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Use of human splenocytes in an innovative humanised mouse model for prediction of immunotherapy-induced cytokine release syndrome.

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Matas-Céspedes, Alba  ORCID logo
Brown, Lee 
Mahbubani, Krishnaa T 
Higgins, Jackie 


OBJECTIVES: Humanised mice have emerged as valuable models for pre-clinical testing of the safety and efficacy of immunotherapies. Given the variety of models available, selection of the most appropriate humanised mouse model is critical in study design. Here, we aimed to develop a model for predicting cytokine release syndrome (CRS) while minimising graft-versus-host disease (GvHD). METHODS: To overcome donor-induced variation, we directly compared the in vitro and in vivo immune phenotype of immunodeficient NSG mice reconstituted with human bone marrow (BM) CD34+ haematopoietic stem cells (HSCs), peripheral blood mononuclear cells (PBMCs) or spleen mononuclear cells (SPMCs) from the same human donors. SPMC engraftment in NSG-dKO mice, which lack MHC class I and II, was also evaluated as a strategy to limit GvHD. Another group of mice was engrafted with umbilical cord blood (UCB) CD34+ HSCs. Induction of CRS in vivo was investigated upon administration of the anti-CD3 monoclonal antibody OKT3. RESULTS: PBMC- and SPMC-reconstituted NSG mice showed short-term survival, with engrafted human T cells exhibiting mostly an effector memory phenotype. Survival in SPMC-reconstituted NSG-dKO mice was significantly longer. Conversely, both BM and UCB-HSC models showed longer survival, without demonstrable GvHD and a more naïve T-cell phenotype. PBMC- and SPMC-reconstituted mice, but not BM-HSC or UCB-HSC mice, experienced severe clinical signs of CRS upon administration of OKT3. CONCLUSION: PBMC- and SPMC-reconstituted NSG mice better predict OKT3-mediated CRS. The SPMC model allows generation of large experimental groups, and the use of NSG-dKO mice mitigates the limitation of early GvHD.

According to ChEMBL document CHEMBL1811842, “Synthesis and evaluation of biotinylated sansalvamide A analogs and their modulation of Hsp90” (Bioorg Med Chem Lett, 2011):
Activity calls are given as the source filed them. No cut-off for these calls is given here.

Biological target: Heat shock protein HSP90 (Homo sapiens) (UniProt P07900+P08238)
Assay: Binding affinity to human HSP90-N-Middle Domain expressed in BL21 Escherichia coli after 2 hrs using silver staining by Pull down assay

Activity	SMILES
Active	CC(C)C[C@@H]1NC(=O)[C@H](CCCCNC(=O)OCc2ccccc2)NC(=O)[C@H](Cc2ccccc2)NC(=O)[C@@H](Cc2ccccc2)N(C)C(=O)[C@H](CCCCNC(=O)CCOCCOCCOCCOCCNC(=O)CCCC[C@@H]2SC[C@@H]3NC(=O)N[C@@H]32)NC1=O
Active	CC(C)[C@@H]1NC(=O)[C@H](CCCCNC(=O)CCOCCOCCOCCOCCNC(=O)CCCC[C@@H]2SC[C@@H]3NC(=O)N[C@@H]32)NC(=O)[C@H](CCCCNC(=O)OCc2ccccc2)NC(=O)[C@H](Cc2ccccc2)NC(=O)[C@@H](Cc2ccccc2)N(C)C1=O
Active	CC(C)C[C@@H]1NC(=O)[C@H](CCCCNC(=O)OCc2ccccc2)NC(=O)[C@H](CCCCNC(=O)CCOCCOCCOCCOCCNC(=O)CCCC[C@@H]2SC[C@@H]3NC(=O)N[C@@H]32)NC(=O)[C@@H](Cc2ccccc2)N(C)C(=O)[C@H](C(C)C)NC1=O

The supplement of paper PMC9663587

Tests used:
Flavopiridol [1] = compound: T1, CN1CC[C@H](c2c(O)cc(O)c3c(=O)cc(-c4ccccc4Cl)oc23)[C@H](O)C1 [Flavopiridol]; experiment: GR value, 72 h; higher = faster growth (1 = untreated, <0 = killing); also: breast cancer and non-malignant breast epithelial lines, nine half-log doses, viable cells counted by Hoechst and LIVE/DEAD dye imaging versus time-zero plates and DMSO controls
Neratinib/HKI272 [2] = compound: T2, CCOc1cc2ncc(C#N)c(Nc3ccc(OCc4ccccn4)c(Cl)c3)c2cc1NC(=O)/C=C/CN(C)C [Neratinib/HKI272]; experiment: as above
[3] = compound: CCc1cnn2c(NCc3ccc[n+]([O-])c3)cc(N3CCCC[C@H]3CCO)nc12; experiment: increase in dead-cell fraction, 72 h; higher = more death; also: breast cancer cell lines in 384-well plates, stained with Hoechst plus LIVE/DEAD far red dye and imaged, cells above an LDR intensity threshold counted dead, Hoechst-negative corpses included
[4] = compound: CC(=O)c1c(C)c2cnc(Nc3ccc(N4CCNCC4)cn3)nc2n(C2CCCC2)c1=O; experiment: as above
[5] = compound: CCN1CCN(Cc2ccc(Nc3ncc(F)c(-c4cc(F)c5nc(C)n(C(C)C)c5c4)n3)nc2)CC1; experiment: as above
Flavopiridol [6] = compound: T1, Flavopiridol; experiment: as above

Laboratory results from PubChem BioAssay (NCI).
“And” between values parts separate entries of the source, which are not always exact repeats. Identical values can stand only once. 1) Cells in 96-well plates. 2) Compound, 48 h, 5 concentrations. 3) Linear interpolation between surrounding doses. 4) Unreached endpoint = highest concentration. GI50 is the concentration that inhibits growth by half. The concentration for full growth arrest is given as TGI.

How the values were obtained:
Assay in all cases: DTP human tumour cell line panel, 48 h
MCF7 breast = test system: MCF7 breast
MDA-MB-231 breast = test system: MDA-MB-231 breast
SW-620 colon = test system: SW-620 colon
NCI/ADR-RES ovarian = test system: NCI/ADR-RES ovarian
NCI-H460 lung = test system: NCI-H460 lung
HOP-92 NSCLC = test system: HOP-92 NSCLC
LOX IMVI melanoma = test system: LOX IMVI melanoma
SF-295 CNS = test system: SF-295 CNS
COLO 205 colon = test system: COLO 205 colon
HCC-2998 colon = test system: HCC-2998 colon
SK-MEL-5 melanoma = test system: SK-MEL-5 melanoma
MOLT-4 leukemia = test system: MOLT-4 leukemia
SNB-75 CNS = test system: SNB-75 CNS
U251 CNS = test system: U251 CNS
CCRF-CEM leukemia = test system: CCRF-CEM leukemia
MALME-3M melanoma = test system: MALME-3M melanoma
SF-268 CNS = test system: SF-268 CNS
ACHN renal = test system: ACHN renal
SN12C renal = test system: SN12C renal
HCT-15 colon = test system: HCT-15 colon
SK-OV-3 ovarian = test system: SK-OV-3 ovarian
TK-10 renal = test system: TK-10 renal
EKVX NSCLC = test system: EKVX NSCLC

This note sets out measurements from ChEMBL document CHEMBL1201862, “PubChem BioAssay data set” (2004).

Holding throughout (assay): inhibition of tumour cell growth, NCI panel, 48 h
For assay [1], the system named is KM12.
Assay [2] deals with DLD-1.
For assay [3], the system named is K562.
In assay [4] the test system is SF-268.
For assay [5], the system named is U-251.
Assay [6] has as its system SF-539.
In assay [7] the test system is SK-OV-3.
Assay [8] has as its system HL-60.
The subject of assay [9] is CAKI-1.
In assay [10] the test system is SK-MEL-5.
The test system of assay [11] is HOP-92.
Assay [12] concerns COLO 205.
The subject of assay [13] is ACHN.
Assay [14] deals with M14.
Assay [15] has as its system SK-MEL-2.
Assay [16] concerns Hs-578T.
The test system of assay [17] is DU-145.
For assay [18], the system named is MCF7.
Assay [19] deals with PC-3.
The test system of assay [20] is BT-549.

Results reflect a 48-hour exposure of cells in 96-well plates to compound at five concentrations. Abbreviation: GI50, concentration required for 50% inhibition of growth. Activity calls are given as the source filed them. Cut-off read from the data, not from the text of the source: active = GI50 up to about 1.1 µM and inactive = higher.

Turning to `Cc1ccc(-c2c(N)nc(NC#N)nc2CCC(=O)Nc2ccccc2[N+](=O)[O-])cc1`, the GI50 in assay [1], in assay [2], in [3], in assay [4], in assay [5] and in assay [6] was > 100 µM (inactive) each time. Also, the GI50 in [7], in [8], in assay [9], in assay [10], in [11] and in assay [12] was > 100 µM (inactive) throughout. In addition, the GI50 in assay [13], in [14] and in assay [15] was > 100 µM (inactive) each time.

animal models, cytokine release syndrome, humanized mice, immune system, immunotherapy, pre‐clinical safety assessment

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Clin Transl Immunology

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Cambridge University Hospitals NHS Foundation Trust (CUH) (unknown)